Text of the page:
Why Are Jeeps So Unreliable? (11 Reasons Why)

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Bruce Coleman

Bruce Coleman is a diesel mechanic and car tester with 20 years of experience. He's a member of various vintage car clubs, and he loves restoring old motorbikes.

When you think of a big, heavy car built like a tank, the odds are that your first thought is a Hummer. However, Hummers are discontinued, so your second thought might be a Jeep.

However, despite their former reputation, Jeeps have become notoriously unreliable. Jeeps have come a long way from their military roots, and you may wonder how it got that way!

Why Are Jeeps So Unreliable?

1. Chrysler Makes Jeeps

Chrysler is one of the largest car manufacturers in North America, rivaling the likes of General Motors and the Ford Motor company.

Even Toyota, a Japanese brand, has broken into the American market by establishing itself as providing safe, quality vehicles for a competitive price.

Ultimately, Chrysler severely lags behind its competitors. 

This lack of quality is especially relevant in recent years, with many customers rating Chrysler brands such as Dodge and Jeep as increasingly unreliable.

Chrysler is known for placing more emphasis on style, performance, and appearance than quality and reliability. 

Nobody can doubt that the Dodge Challenger or Jeep Wrangler is an iconic, stylish car. However, both models fall under the Chrysler umbrella and are known for safety and reliability issues.

Thankfully, Chrysler has claimed to be taking steps to rectify this issue

In 2019, Chrysler staff reiterated their newfound commitment to quality and acknowledged that they were not “moving fast enough” to catch up with their competitors.

While Chrysler may be facing an unreliable reputation at the moment, the future is looking up for the automotive giant.

2. Major Recalls Across Models

In recent years, Jeep has faced many recalls among all of its models, though the Jeep Wrangler has chiefly faced the brunt of these recalls.

In June of 2022, all Jeep Grand Cherokees made within almost a year between June 2018 and April 2019 were recalled due to a faulty ABS sensor issue.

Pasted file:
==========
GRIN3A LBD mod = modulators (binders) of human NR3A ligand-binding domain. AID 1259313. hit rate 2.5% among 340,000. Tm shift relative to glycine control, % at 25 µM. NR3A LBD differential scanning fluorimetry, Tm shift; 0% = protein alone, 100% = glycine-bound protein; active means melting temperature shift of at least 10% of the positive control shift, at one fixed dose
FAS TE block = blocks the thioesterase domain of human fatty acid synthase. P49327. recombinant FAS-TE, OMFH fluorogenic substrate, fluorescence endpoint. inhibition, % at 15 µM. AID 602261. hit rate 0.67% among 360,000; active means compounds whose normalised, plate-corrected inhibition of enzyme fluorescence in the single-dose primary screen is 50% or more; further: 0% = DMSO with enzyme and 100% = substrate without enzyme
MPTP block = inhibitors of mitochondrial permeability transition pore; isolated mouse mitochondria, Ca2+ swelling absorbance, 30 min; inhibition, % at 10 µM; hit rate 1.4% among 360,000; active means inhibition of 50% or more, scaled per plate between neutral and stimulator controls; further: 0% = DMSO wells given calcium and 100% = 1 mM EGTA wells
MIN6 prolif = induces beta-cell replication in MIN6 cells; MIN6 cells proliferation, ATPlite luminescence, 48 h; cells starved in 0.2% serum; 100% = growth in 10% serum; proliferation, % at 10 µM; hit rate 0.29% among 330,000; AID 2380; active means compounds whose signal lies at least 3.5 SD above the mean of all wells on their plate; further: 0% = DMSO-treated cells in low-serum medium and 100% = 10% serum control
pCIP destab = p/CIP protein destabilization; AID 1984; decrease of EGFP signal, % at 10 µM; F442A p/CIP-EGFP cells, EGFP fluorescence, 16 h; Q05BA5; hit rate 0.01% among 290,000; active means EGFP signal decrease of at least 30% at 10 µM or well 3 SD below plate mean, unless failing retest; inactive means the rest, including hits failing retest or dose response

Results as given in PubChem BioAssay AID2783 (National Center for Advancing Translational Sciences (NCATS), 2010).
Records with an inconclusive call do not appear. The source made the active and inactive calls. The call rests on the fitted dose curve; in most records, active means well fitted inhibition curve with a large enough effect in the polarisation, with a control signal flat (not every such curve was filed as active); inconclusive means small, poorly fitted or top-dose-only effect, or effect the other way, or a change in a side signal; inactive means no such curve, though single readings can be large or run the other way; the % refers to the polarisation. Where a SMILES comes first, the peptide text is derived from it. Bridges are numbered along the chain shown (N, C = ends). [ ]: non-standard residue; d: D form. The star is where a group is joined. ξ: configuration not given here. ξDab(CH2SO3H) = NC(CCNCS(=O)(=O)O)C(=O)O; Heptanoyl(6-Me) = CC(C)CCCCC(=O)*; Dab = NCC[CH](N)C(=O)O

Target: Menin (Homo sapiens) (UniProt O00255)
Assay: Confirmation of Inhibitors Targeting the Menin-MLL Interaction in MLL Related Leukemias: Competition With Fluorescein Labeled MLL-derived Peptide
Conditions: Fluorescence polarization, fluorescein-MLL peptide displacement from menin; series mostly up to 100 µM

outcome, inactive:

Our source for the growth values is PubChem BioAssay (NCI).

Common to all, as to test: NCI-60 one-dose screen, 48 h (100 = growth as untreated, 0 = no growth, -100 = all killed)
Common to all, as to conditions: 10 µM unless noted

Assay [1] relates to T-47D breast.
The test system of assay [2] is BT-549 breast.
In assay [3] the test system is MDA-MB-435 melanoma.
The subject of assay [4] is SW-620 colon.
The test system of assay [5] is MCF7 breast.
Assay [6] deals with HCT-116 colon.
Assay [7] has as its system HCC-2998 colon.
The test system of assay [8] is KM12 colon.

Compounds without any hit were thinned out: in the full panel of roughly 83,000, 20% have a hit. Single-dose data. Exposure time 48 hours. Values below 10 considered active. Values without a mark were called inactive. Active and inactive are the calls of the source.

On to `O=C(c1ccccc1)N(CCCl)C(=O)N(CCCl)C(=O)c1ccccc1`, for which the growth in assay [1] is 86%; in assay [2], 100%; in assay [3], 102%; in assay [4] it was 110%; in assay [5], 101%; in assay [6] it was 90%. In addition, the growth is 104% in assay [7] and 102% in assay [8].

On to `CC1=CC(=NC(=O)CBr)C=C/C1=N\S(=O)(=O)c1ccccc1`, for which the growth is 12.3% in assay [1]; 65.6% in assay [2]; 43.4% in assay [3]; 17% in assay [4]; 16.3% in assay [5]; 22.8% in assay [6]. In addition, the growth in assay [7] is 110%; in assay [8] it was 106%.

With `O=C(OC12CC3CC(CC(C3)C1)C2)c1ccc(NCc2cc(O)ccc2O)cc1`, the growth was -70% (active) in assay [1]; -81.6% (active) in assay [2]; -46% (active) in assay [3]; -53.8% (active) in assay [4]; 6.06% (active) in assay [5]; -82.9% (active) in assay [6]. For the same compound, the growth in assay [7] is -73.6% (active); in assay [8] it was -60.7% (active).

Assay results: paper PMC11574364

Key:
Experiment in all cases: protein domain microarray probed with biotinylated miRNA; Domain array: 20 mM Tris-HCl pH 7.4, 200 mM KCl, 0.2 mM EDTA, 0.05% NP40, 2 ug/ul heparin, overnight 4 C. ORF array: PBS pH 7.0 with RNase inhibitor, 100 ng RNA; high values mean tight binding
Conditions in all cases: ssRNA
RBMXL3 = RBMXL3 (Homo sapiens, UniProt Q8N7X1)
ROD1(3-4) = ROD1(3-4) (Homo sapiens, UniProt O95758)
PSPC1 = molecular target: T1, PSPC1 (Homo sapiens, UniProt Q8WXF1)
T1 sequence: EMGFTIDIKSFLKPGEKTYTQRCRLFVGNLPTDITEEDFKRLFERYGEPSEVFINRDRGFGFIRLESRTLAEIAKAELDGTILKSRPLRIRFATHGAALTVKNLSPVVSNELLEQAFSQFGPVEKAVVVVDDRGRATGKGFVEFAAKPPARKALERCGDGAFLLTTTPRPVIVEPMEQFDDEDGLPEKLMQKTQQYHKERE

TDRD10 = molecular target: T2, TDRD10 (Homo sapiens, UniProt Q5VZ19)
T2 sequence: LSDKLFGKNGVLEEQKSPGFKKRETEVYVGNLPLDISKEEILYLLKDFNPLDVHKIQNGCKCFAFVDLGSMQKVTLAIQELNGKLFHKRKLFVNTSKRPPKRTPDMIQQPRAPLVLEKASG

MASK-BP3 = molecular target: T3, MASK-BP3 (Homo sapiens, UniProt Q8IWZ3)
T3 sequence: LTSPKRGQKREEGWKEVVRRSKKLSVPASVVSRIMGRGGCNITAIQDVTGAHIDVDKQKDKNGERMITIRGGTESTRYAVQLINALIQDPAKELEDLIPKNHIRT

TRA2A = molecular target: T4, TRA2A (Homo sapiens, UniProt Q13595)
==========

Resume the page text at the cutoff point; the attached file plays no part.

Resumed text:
Dodge Durangos made in the same period also fell victim to this same recall for the same reasons. 

Ultimately, Jeep itself cannot be blamed for this issue; once again, this lack of quality falls into the lap of Chrysler. 

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Either way, Jeep still has gained a reputation for unreliability due to its numerous recalls!

3. Big, Bulky Chassis

Jeeps are known for their large, bulky chassis, befitting their status as descendants of a military vehicle. 

However, this chassis can also be difficult to control- many drivers report having difficulty handling their Jeep, regardless of model, due to the perceived size.

In many cases, it may seem like Jeep is trying to fill in the Hummer’s niche of a large, unwieldy car.

4. Crumbling In Crashes

When purchasing a car, many consumers choose safety as their most important feature. Unfortunately, Jeeps are not particularly safe.

Jeeps are bulky cars and may seem sturdy, but the third generation of Jeep Wrangler- particularly the 2020 model- may completely crumble upon impact.

Aside from the danger that this poses to the driver, this can also lead to significant periods spent in repair shops, leaving you out of a vehicle.

5. Non-Functional Or Faulty Electronics

Newer models of Jeep are also renowned for faulty electronics. These electronics may not directly send your car to the mechanic, but if you want to repair them, the bill may be costly!

6. Jeep’s Problems Start Early

Jeep’s Problems Start Early

Most cars have a good few years before any major issues set in. Freak accidents do happen, but for the most part, most cars are reliable when purchased new.

However, a startling percentage of Jeep owners have reported major issues occurring in their cars within three years of purchase.

7. The Jeep ‘Death Wobble’

Newer Jeep models often experience an iconic “death wobble,” where tires become unbalanced, and the suspension loses balance.

With this violent shaking of the front axle, drivers may have difficulty controlling their vehicles. A driver must be able to control their vehicle, or else injuries or death may occur.